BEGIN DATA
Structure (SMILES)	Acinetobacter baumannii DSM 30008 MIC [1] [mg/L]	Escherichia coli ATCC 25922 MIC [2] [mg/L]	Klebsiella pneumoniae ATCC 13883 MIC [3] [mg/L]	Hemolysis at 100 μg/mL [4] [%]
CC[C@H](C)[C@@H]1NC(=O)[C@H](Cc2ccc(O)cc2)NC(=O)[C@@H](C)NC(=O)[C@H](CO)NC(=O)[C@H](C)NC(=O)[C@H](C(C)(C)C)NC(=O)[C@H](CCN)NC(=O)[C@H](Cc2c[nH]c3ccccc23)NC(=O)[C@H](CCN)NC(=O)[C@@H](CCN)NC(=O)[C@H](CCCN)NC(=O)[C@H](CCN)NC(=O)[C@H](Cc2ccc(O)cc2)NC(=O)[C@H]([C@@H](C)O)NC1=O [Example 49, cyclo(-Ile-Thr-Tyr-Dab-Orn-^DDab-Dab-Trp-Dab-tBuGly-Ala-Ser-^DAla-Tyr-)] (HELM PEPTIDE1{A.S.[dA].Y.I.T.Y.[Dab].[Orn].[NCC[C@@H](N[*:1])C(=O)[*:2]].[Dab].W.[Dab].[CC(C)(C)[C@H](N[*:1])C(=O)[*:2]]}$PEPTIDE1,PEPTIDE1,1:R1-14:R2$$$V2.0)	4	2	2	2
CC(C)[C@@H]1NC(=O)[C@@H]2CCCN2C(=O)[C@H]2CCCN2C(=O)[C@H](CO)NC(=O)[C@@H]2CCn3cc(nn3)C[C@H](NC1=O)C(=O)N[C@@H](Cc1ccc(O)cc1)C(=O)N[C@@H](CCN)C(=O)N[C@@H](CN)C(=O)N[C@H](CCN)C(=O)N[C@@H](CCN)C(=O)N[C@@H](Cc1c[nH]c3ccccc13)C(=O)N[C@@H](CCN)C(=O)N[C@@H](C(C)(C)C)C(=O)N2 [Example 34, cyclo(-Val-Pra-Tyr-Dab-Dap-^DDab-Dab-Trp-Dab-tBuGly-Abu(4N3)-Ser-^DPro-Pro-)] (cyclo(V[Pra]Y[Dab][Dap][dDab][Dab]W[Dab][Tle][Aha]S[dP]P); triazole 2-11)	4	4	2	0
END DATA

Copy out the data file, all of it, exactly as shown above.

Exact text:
Structure (SMILES)	Acinetobacter baumannii DSM 30008 MIC [1] [mg/L]	Escherichia coli ATCC 25922 MIC [2] [mg/L]	Klebsiella pneumoniae ATCC 13883 MIC [3] [mg/L]	Hemolysis at 100 μg/mL [4] [%]
CC[C@H](C)[C@@H]1NC(=O)[C@H](Cc2ccc(O)cc2)NC(=O)[C@@H](C)NC(=O)[C@H](CO)NC(=O)[C@H](C)NC(=O)[C@H](C(C)(C)C)NC(=O)[C@H](CCN)NC(=O)[C@H](Cc2c[nH]c3ccccc23)NC(=O)[C@H](CCN)NC(=O)[C@@H](CCN)NC(=O)[C@H](CCCN)NC(=O)[C@H](CCN)NC(=O)[C@H](Cc2ccc(O)cc2)NC(=O)[C@H]([C@@H](C)O)NC1=O [Example 49, cyclo(-Ile-Thr-Tyr-Dab-Orn-^DDab-Dab-Trp-Dab-tBuGly-Ala-Ser-^DAla-Tyr-)] (HELM PEPTIDE1{A.S.[dA].Y.I.T.Y.[Dab].[Orn].[NCC[C@@H](N[*:1])C(=O)[*:2]].[Dab].W.[Dab].[CC(C)(C)[C@H](N[*:1])C(=O)[*:2]]}$PEPTIDE1,PEPTIDE1,1:R1-14:R2$$$V2.0)	4	2	2	2
CC(C)[C@@H]1NC(=O)[C@@H]2CCCN2C(=O)[C@H]2CCCN2C(=O)[C@H](CO)NC(=O)[C@@H]2CCn3cc(nn3)C[C@H](NC1=O)C(=O)N[C@@H](Cc1ccc(O)cc1)C(=O)N[C@@H](CCN)C(=O)N[C@@H](CN)C(=O)N[C@H](CCN)C(=O)N[C@@H](CCN)C(=O)N[C@@H](Cc1c[nH]c3ccccc13)C(=O)N[C@@H](CCN)C(=O)N[C@@H](C(C)(C)C)C(=O)N2 [Example 34, cyclo(-Val-Pra-Tyr-Dab-Dap-^DDab-Dab-Trp-Dab-tBuGly-Abu(4N3)-Ser-^DPro-Pro-)] (cyclo(V[Pra]Y[Dab][Dap][dDab][Dab]W[Dab][Tle][Aha]S[dP]P); triazole 2-11)	4	4	2	0